Your Views: ‘Thank you’ in one’s own language opens doors

Your Views: ‘Thank you’ in one’s own language opens doors

To the editor:

I love meeting people and learning about their cultures. Especially those who have immigrated to the United States. Alexandria is made up of residents from all over the world and you never know who you’ll meet next.

That’s why I keep trying to learn how to say “thank you” in more languages. It opens doors, lowers shoulders and brings new, undiscovered smiles, even over the phone.

And that’s what I do, I talk on the phone. I work as a case investigator for the Alexandria Health Department. We contact people who receive a positive COVID-19 test result to provide guidance and assistance. Our phone calls can help you know what to do next to prevent the spread.

The other day, I called a person who tested positive a couple of months ago. This check in was to see if they needed support scheduling a COVID-19 vaccine now that they recovered from their illness. Yes, you need to be vaccinated even if you had COVID-19. This is your best protection to avoid reinfection.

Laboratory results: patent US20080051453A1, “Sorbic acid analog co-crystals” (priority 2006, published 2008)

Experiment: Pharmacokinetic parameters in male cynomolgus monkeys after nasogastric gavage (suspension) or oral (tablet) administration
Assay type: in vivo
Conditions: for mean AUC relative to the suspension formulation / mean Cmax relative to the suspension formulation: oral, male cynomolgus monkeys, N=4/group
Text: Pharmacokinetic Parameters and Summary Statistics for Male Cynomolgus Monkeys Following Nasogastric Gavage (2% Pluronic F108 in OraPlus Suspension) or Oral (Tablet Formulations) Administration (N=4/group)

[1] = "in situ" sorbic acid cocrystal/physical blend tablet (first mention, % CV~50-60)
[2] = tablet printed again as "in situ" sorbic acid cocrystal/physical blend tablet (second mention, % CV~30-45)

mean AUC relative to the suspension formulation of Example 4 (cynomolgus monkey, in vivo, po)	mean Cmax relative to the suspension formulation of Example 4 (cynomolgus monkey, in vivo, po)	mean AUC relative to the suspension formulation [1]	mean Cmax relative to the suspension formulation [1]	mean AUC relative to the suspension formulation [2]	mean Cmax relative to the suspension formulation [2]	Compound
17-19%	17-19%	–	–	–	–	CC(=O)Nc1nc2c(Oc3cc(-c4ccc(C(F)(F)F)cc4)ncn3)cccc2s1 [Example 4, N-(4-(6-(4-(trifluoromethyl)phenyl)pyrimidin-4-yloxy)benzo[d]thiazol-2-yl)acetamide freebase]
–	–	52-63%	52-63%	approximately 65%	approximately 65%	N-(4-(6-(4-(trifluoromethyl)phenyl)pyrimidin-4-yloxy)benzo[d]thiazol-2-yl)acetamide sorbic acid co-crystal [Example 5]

The gentleman moved from another country recently, I learned during the phone call. After verifying his identity, I offered him a “thank you” in his native language. He was willing to talk with me about how he was feeling and we discussed whether he needed help booking an appointment. A few days later, this Alexandrian and his girlfriend got their booster shots with a view, at the George Washington Masonic National Memorial.

Often, when I speak to people who have been recently diagnosed with COVID-19, they are stressed out and frustrated. By offering a bit of humanity, sometimes in the form of someone’s native language, we can build some common ground and get through it together.

I hope that you never need my services as a case investigator. But if I do call because you had a positive test, thank you for answering. As a community, we can keep Alexandria healthy.

-Paul Mazzuca, Alexandria